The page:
The global semiconductor industry will derive enormous economic benefit from a new method of writing nanometer-scale patterns that could prompt some offshore semiconductor manufacturers to return to the U.S., said William King, the research project’s principle investigator at Georgia Institute of Technology in Atlanta.

Citing labor and facility costs as reasons for offshoring, Dr. King, an assistant professor at Georgia Tech’s Woodruff School of Mechanical Engineering, told GlobalAtlanta, “The manufacturing technique we developed could reduce semiconductor development and prototyping costs in a way that might bring some of that manufacturing back to the U.S.”

Reported in the Aug. 30 issue of the journal Applied Physics Letters, this breakthrough in the use of atomic force microscopy probes as writing utensils – called thermal dip pen nanolithography – allows the writing of nanometer-scale patterns on a variety of new surfaces and at a scale well beyond the limits of standard semiconductor patterning processes.

A nanometer is one billionth of a meter.

The research team, which includes Dr. King’s graduate students Brent Nelson and Tanya Wright, is in the process of producing a semiconductor device that could be inserted into standard semiconductor processes within the next 18 months, he said.

“The economic impact of this development could be enormous,” Dr. King said.

Production costs can be reduced, he said, by thermal dip pens that inspect semiconductor chips and make immediate repairs on faulty circuitry.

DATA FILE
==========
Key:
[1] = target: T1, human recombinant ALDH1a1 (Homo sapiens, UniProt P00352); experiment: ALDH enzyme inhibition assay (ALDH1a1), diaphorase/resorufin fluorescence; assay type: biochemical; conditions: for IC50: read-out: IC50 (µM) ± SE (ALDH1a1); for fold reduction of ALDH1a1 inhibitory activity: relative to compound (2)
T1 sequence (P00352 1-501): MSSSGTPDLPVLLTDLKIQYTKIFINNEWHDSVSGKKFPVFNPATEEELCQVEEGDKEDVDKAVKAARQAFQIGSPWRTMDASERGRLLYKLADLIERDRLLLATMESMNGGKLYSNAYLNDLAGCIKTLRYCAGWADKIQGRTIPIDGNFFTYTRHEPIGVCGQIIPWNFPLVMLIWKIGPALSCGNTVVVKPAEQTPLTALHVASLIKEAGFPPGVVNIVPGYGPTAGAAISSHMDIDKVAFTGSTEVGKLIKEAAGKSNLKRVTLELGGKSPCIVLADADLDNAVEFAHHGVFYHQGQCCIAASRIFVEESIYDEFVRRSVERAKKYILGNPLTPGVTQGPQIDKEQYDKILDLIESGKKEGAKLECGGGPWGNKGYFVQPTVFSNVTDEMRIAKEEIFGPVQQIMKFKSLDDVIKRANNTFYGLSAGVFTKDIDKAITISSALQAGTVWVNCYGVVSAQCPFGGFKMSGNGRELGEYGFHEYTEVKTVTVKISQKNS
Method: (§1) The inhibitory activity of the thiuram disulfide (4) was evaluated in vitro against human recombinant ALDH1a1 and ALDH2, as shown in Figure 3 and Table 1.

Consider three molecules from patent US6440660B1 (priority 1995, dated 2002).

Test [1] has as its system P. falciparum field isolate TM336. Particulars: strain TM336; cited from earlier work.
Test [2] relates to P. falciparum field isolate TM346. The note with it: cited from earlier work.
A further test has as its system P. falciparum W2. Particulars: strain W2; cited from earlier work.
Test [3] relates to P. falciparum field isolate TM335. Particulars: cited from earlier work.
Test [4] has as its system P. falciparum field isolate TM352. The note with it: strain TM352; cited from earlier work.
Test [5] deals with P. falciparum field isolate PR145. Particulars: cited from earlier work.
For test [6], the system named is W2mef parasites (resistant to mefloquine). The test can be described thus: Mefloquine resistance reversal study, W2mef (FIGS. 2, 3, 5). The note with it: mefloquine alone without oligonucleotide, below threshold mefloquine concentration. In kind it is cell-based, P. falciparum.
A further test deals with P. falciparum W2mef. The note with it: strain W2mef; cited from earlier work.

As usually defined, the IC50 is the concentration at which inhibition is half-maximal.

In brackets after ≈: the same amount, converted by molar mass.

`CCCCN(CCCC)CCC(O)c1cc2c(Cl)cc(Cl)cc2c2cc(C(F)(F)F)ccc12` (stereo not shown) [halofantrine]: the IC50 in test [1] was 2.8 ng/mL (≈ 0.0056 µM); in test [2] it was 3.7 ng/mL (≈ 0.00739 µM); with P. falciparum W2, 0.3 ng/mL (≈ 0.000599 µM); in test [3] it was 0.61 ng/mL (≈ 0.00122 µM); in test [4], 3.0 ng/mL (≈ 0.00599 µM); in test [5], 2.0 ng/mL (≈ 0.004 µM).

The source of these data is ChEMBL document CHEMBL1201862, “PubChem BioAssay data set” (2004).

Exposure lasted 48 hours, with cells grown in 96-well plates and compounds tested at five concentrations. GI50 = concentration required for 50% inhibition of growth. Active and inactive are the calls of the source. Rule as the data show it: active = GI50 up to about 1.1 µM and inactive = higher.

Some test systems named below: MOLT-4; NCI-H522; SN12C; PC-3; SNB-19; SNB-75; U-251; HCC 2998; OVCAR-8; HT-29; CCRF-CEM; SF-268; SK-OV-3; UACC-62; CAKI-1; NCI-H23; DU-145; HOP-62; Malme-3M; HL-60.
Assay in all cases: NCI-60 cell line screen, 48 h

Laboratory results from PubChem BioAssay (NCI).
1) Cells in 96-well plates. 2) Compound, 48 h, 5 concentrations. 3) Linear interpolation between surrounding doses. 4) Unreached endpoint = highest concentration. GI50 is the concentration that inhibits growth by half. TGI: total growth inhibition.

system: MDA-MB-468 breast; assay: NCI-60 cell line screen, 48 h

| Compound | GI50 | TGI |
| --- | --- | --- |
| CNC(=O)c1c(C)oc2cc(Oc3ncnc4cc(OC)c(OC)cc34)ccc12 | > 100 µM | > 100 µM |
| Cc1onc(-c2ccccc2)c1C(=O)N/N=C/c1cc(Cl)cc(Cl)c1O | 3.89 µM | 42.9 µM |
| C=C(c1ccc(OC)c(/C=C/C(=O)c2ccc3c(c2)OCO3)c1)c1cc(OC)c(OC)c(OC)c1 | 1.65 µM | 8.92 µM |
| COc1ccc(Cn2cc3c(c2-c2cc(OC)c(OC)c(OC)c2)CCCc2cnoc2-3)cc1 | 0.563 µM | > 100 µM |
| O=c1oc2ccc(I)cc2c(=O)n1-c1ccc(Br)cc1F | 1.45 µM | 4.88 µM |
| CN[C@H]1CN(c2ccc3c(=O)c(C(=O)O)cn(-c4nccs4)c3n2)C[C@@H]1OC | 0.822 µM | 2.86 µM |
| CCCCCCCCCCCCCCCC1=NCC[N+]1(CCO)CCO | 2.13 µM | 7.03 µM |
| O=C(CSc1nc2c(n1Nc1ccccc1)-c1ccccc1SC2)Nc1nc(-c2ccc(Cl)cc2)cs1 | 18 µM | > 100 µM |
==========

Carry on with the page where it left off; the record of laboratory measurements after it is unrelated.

Another opportunity comes from the new technique’s ability to address economy-of-scale issues that make production of prototypes very expensive and small quantities of semiconductor chips unaffordable. The new manufacturing technique will allow rapid prototyping, as well as cost-effective production of a small number of devices, he said.

But, “In my opinion, the most exciting part of this is not that it will help the semiconductor industry save money today, but that it offers new opportunities for tomorrow,” Dr. King said.

Beyond its application to the electronics industry, the method could be used to simultaneously test large numbers of biofunctional devices like gene chips or to integrate new materials into manufactured semiconductors, he said. It also provides a new tool for studying nanometer-scale phenomena.

The research was sponsored by the National Science Foundation, Office of Naval Research and Air Force Office of Scientific Research.

For more information, contact Dr. King at